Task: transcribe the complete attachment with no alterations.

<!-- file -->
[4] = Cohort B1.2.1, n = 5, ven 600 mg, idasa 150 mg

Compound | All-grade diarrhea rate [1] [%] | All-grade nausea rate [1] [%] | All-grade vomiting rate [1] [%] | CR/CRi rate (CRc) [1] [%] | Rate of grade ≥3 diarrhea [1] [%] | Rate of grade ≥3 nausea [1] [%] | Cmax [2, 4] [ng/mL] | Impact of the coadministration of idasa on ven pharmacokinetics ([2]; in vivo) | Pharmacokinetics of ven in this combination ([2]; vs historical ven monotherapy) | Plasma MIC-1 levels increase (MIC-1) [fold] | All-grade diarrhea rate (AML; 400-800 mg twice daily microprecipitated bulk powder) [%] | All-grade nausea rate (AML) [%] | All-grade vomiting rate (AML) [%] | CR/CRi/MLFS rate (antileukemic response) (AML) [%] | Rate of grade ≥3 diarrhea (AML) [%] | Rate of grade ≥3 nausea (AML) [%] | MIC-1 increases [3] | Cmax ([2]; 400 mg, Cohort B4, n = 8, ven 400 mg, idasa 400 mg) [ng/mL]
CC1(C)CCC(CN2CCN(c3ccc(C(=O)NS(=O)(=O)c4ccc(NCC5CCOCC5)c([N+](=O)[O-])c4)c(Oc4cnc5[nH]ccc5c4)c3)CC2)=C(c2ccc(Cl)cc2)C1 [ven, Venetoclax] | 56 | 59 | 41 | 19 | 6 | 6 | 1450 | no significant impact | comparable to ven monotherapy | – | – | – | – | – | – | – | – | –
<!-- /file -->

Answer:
[4] = Cohort B1.2.1, n = 5, ven 600 mg, idasa 150 mg

Compound | All-grade diarrhea rate [1] [%] | All-grade nausea rate [1] [%] | All-grade vomiting rate [1] [%] | CR/CRi rate (CRc) [1] [%] | Rate of grade ≥3 diarrhea [1] [%] | Rate of grade ≥3 nausea [1] [%] | Cmax [2, 4] [ng/mL] | Impact of the coadministration of idasa on ven pharmacokinetics ([2]; in vivo) | Pharmacokinetics of ven in this combination ([2]; vs historical ven monotherapy) | Plasma MIC-1 levels increase (MIC-1) [fold] | All-grade diarrhea rate (AML; 400-800 mg twice daily microprecipitated bulk powder) [%] | All-grade nausea rate (AML) [%] | All-grade vomiting rate (AML) [%] | CR/CRi/MLFS rate (antileukemic response) (AML) [%] | Rate of grade ≥3 diarrhea (AML) [%] | Rate of grade ≥3 nausea (AML) [%] | MIC-1 increases [3] | Cmax ([2]; 400 mg, Cohort B4, n = 8, ven 400 mg, idasa 400 mg) [ng/mL]
CC1(C)CCC(CN2CCN(c3ccc(C(=O)NS(=O)(=O)c4ccc(NCC5CCOCC5)c([N+](=O)[O-])c4)c(Oc4cnc5[nH]ccc5c4)c3)CC2)=C(c2ccc(Cl)cc2)C1 [ven, Venetoclax] | 56 | 59 | 41 | 19 | 6 | 6 | 1450 | no significant impact | comparable to ven monotherapy | – | – | – | – | – | – | – | – | –